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Admiral David D. Porter, The Naval History of the Civil War. 12 6 Browse Search
Thomas Wentworth Higginson, Massachusetts in the Army and Navy during the war of 1861-1865, vol. 2 9 1 Browse Search
Harper's Encyclopedia of United States History (ed. Benson Lossing) 3 1 Browse Search
The Daily Dispatch: January 23, 1862., [Electronic resource] 2 0 Browse Search
Robert Underwood Johnson, Clarence Clough Buell, Battles and Leaders of the Civil War. Volume 4. 1 1 Browse Search
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Robert Underwood Johnson, Clarence Clough Buell, Battles and Leaders of the Civil War. Volume 4., Closing operations in the Gulf and western rivers. (search)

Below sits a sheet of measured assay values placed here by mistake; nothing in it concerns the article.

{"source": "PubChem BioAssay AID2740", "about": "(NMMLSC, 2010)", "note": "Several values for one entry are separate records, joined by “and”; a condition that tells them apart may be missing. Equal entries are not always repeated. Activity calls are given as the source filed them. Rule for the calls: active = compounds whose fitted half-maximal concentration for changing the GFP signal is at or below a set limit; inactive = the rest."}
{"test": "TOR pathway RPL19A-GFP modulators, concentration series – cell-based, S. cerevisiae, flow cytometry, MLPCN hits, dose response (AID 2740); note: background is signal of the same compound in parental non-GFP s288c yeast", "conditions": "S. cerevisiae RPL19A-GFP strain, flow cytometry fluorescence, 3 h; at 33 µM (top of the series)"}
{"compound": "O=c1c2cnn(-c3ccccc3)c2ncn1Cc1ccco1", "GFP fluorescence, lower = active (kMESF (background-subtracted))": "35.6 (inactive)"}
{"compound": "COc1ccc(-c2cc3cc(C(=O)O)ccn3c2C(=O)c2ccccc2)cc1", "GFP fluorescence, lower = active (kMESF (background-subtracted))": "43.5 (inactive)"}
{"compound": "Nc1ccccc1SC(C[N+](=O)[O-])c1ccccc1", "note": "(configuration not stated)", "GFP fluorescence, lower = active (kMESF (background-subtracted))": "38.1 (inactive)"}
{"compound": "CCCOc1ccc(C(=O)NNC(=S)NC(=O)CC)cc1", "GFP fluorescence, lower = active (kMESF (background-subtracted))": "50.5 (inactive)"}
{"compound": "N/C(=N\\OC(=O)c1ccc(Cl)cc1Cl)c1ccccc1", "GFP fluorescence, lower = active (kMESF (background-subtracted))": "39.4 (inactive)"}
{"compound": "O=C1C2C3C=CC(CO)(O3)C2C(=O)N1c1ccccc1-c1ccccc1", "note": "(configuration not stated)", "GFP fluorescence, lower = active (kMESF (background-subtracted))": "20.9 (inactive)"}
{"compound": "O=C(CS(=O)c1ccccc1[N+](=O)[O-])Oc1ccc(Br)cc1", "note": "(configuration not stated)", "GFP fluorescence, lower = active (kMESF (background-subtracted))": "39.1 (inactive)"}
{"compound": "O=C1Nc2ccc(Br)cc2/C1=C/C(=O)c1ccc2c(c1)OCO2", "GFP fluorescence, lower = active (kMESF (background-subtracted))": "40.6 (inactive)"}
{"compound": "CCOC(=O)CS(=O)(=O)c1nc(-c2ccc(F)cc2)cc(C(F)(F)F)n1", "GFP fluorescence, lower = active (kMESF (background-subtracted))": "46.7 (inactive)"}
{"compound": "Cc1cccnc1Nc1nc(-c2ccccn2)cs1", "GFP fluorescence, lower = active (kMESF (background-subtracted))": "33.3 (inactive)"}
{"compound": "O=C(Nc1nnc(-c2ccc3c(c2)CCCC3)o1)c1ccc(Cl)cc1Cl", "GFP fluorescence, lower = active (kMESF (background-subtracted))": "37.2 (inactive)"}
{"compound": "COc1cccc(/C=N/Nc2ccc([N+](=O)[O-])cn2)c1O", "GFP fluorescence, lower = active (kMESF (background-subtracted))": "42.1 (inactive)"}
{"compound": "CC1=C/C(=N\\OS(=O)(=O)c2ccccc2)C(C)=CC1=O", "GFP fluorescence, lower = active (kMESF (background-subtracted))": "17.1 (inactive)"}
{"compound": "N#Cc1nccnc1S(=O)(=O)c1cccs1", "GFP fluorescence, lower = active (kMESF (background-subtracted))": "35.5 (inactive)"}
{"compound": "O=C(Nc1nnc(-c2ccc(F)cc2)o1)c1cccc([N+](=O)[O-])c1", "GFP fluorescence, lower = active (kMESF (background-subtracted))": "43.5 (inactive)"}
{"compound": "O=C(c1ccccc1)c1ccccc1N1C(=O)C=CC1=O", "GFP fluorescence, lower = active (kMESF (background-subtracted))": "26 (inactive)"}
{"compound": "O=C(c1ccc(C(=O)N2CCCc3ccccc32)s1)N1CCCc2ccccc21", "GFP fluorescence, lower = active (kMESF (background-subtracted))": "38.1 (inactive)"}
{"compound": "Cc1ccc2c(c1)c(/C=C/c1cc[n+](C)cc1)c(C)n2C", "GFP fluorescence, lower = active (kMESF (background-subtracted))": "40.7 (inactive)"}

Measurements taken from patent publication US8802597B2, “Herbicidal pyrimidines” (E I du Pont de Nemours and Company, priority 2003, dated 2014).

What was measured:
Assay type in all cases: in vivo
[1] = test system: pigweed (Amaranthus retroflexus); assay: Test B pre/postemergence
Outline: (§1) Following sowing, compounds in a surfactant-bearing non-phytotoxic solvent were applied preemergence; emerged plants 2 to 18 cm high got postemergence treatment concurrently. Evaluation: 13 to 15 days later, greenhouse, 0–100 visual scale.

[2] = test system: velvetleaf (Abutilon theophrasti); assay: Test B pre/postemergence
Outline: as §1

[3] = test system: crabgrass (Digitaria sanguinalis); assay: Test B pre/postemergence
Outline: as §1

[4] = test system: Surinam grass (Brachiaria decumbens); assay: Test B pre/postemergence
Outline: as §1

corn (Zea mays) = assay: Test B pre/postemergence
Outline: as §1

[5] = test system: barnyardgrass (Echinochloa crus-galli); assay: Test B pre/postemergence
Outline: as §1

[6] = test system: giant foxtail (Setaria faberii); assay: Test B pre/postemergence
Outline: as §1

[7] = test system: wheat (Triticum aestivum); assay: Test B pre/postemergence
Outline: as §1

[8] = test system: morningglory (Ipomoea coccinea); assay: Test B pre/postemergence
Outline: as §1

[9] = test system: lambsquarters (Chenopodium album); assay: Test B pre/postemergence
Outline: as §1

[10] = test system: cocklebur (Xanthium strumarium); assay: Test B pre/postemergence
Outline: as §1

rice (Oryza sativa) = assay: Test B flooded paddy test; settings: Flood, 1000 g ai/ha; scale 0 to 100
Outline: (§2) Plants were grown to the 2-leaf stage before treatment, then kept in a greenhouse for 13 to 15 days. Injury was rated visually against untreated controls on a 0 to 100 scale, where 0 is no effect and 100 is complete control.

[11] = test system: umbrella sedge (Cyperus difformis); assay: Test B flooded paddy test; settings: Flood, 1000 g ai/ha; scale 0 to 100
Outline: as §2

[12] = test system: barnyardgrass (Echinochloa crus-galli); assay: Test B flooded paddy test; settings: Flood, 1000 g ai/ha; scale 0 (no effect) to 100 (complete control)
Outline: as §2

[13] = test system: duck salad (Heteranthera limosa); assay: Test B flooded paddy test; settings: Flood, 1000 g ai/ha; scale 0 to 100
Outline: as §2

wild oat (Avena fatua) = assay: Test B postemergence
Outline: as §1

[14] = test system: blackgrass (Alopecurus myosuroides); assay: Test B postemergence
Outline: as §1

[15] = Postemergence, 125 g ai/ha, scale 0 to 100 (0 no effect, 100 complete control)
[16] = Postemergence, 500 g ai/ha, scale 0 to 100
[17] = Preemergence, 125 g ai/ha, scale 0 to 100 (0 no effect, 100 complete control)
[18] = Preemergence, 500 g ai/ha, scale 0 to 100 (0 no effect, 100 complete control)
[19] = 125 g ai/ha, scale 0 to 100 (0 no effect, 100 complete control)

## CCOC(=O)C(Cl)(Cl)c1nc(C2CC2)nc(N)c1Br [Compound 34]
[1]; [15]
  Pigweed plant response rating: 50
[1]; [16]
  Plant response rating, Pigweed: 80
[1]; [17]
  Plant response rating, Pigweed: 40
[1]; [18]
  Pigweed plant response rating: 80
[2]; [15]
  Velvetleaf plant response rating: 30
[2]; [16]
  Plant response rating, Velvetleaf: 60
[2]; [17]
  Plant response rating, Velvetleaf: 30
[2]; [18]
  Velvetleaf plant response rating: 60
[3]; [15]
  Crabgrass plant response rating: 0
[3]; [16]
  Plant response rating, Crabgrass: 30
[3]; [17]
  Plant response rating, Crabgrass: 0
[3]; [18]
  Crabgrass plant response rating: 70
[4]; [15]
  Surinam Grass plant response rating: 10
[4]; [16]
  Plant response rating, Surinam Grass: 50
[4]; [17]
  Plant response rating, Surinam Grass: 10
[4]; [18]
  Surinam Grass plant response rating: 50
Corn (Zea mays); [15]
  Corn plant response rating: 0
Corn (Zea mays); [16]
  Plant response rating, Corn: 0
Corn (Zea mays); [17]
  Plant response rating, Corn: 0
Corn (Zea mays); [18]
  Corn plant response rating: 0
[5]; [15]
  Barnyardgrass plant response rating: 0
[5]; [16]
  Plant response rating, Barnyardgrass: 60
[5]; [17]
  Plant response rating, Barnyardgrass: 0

lle and Tuscaloosa had already been sunk in Spanish River, and the other vessels, the Morgan, Nashville, and Baltic, had taken refuge in the Tombigbee, whither they were presently pursued and where they were finally captured. The surrender of Commodore Farrand and the naval forces under his command to Admiral Thatcher was agreed upon at Citronelle on May 4th, at the same time as the surrender of Taylor to Canby. The formal surrender, in accordance with the agreement, was made to Fleet-Captain Edward Simpson, on May 10th, at Nanna Hubba Bluff, on the Tombigbee. It included four vessels, 112 officers, 285 enlisted men, and 24 marines. The loss of vessels during the campaign was unusually large. On March 28th the Milwaukee, Lieutenant-Commander James H. Gillis, returning to the fleet from an attack on a transport lying near Spanish Fort, exploded a torpedo, and sank in three minutes. Next day the Osage struck a torpedo under her bow and went down almost immediately. A similar acci